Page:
My mother, Jeanne and Eric were my support as I labored in that hospital room. They held my hand as I gripped ever so tightly, held pressure on my back, listened to my primal moans, and talked me through my grimacing faces, my tears and heavy breathing. I listening to music, I tried with all my might to breathe away the pain, breathe through each surge only to welcome the next. My baby boy was coming, he’s almost here… was all I kept saying in my mind.

By 4 am, with the intensity of my surges increasing with little to no time to recover before the next hit me, I was fading, hitting my wall. I remember sitting in my hypnobirth class, the instructor Janice explained how to breathe during surges, with the mentioning of a break between them to recuperate. Those breaks did not exist for me. My surges were similar to what I have heard women describe surges after receiving Pitocin, quicker, more intense, with little time to relax in between them. I felt like I just couldn’t catch my breath.

I had now been in natural, un-medicated labor for a whopping 20 hours. I was breaking. Everyone in the room seemed helpless as I writhed in pain, tears flowing and exhaustion setting in. This was truly the most difficult thing I have ever encountered, and it was nowhere near over!
My nurse, who had done a wonderful job of ensuring my labor was as natural as I wished it to be, came into the room to check my status. A manual exam was done to see how far along I had progressed in the 6 hours I had been laboring in that room. When she told me I was about a 5, I broke down in tears. I couldn’t believe it. I felt weak, I felt like I was failing. How could I only be a 5!? I came in at a 3-4, and now after all of that I was only a 5? My nurse offered one last resource, the shower.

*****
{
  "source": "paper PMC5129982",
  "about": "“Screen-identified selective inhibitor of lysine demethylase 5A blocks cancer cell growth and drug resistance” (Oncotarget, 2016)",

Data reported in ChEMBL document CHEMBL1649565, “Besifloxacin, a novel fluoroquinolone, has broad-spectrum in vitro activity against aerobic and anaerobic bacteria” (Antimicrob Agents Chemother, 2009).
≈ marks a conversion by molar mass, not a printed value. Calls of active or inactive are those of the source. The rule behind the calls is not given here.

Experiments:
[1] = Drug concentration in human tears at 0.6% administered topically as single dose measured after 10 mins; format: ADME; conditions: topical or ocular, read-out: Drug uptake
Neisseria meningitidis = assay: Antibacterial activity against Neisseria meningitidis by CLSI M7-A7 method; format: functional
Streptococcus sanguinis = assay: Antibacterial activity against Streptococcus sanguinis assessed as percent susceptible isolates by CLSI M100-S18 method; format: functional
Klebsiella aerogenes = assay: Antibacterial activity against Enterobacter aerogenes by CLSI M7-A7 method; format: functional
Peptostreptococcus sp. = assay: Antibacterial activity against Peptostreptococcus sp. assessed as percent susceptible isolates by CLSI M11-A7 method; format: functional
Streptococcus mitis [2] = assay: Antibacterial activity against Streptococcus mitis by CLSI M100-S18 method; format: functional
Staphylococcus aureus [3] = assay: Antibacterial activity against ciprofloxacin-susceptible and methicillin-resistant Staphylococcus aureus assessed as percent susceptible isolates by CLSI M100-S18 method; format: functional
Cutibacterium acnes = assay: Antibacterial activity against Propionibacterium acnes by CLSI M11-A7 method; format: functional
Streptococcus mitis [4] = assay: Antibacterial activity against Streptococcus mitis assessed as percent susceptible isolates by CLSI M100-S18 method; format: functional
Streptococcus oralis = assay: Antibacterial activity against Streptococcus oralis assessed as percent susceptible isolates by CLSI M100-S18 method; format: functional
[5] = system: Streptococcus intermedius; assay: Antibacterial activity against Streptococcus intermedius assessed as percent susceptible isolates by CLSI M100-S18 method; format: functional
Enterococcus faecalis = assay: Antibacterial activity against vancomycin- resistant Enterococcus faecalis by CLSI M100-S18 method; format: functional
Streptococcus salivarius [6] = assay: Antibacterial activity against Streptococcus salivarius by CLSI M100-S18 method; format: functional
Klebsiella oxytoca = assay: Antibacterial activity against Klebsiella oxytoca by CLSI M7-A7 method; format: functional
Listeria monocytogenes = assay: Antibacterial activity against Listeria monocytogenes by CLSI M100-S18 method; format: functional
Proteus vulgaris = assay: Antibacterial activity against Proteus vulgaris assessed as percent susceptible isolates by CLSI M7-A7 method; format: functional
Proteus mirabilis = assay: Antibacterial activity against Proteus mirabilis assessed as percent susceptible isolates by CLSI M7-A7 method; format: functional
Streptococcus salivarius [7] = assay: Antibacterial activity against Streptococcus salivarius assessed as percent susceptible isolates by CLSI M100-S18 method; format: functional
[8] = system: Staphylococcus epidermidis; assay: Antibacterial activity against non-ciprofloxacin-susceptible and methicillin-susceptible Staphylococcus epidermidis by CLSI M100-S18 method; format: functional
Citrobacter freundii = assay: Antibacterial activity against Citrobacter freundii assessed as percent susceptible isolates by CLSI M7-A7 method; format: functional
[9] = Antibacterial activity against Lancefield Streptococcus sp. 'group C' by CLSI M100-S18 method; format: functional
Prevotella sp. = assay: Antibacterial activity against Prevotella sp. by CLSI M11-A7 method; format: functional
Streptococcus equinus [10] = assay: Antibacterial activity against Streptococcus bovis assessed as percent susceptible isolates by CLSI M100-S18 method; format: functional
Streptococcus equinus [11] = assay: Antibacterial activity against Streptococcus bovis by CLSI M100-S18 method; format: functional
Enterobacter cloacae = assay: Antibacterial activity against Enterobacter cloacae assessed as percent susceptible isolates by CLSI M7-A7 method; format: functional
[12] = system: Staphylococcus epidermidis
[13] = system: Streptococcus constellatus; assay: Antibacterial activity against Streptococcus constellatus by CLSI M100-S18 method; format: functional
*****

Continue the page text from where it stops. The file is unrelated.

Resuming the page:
My husband walked my shaking, writhing body to the shower. I sat on the very edge of a stool, as he took the shower head and washed over my pelvis and back with steaming hot water. My breath was quick, my surges were mighty. I sat in that shower rocking and crying, mentally breaking down. This, was not how I envisioned giving birth to my child. I wanted to be stronger. I wanted to prove to myself that I could be that woman that birthed her baby without an epidural. I wanted to slow my breathing, relax my trembling body, open my cervix and welcome him into this world. But, after an hour and a half of the hot, steaming shower, I cracked. Drenched with water and tears, light headed and hyperventilating, I held onto my husband, shaking uncontrollably. “I just can’t do it anymore, I’m sorry, but I just can’t do it. It hurts so bad.” (I write this now, with tears welling up, I had felt a sense of failure from my own body, how could my own body fail me now!?)

Eric helped me back to bed, the nurse came in along with the house obstetrician, it was now 5:30 am, and I felt like I might fall out. My nurse held my hand, she told me that I was so very strong, that an epidural doesn’t change that fact. That I was listening to my body and should never be ashamed of that. My cervix was rechecked and to my disappointment after another hour and a half of excruciating pain I remained at 5 cm. I hadn’t budged. In that moment I felt utter defeat.
By 6 am the anesthesiologist was in my room preparing for my epidural. As much as I wanted to give up, I knew it wasn’t an option to do so. My family left the bedside as anesthesia set up their table. My nurse held me. She held me tight. She let me cry into her shoulder, she told me how proud I should be of myself, how strong I was. In that moment I was not crying because of the pain, I was crying because of the epidural I was about to receive. The Anesthesiologist told me to hold still, which seemed utterly impossible, noises I had never heard before came from deep within me as I sat as still as I could with surges coming one on top of the other. My epidural was placed within 15 minutes of her entering the room. I received a bolus of medication, and felt for the first time in so many hours, that I could breathe.
Everyone urged me to rest, I laid down in the bed, feeling some much needed relief and closed my tired eyes. I was so exhausted that sleep was impossible. I rested for about an hour and a half when the surges began increasing in intensity. By the time the two hour mark hit, I was back writhing in pain, my legs were heavy and tingling, and the surges brought on incredible pressure. I called for my nurse.